“That happens but I know I’ve been to blame as well. I’ve been in the wrong. I’ve had too much to say for myself and I was doing it in the wrong places. I know I can rub people up the wrong way.
“I’m not going to change my whole personality. It’s who I am. I still need to have my opinion heard. But it’s something I knew I had to change or I wouldn’t have a career. I’ve learned so much about myself.”
Crowley spent the second half of the 2016/17 campaign on loan at Go Ahead Eagles (main picture) in the Eredivisie. Away from English football he settled, making 16 appearances for the club and scoring twice. However, he couldn’t saved them from relegation.
Yet the youngster, who has represented England and Ireland at youth level, felt Dutch football suited him and so, despite having a year remaining on his deal at Arsenal, he left the club and signed with Willem II.
A career slowly kickstarted
His first season with the Tricolores started well, with Crowley in the side and featuring in the club’s first four Eredivisie matches of the season. But then he dropped out the starting XI and was regularly an unused substitute.
Not wanting to miss out on furthering his development he joined SC Cambuur, a Dutch second tier side, in January and was soon thriving in the starting XI.
Deployed as a No.10, or even in a deep midfield role, Crowley played 17 times for the club, scored four goals and registered eight assists. It was enough to prove to Willem II he was ready for first-team football.
“Coming to Holland was good for me and my career, I think I was too immature when I was on loan in England, you live and you learn,” he said in an interview with the Irish Independent.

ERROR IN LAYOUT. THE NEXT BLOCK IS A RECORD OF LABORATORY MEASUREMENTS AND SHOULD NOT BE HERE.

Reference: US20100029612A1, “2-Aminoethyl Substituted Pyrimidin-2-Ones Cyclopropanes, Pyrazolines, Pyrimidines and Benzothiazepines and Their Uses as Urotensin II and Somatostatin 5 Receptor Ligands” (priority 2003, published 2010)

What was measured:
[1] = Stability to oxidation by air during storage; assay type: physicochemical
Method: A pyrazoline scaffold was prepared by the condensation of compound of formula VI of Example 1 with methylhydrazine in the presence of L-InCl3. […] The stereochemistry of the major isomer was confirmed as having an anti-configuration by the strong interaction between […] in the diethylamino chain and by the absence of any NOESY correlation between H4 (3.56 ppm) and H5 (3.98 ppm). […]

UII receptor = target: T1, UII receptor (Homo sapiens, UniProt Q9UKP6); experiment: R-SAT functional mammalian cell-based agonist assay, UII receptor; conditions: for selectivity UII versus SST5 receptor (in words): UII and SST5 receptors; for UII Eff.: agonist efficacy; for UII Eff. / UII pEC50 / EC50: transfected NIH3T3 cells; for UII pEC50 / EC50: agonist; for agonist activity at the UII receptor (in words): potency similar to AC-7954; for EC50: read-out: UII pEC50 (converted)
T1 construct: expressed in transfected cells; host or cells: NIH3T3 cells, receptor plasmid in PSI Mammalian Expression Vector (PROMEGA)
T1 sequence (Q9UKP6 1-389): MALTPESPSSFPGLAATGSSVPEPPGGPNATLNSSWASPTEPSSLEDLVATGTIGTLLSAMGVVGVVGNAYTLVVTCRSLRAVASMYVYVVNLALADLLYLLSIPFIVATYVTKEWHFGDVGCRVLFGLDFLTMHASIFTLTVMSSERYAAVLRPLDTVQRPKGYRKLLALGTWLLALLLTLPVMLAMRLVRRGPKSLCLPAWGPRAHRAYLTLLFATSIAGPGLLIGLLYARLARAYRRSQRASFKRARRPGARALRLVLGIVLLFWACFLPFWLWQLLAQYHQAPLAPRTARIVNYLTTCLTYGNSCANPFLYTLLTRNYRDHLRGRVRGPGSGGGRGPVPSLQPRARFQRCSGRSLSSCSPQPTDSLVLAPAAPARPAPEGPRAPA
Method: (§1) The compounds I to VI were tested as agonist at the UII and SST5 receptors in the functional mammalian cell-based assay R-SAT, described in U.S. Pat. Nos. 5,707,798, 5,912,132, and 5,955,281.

“We get good crowds here, and I like playing in front of them, I flourish from playing in front of a big crowd. When I played under-23s football in England you have 50 people at the match so it’s nice to play in front of 11,000 at our home games.”
So far this term he has started all six of Willem’s Eredivisie games, in the No.10 role. He has two goals to his name but, as Football Whispers‘ persona radar below indicates, his game is based on fashioning chances for his team-mates.
His style hasn’t greatly changed. He is still at his most threatening with the ball at his feet – his dribbles per 90 of 3.25 is the second-highest in the Dutch top flight – but only four midfielders better his 41.82 accurate passes per 90, while he is tenth for forward passes per 90 (13.71).
Crowley has been given the keys to the Willem II side and he has, so far, taken on the increased responsibility; a further mark of his maturity.
“People forget sometimes that I am still young, I have just turned 21, so many players have different career paths,” he added in his interview with the Irish Independent.
“I am under contract here at Willem II until 2020 and I am enjoying it. I do want to come back to England at some stage, that was always the plan, but I am happy here.”
Crowley is certainly saying the right things – which hasn’t always been the case – and is proving himself at last. The Premier League may come but, after a difficult few seasons, the city of Tilburg is exactly where he should stay.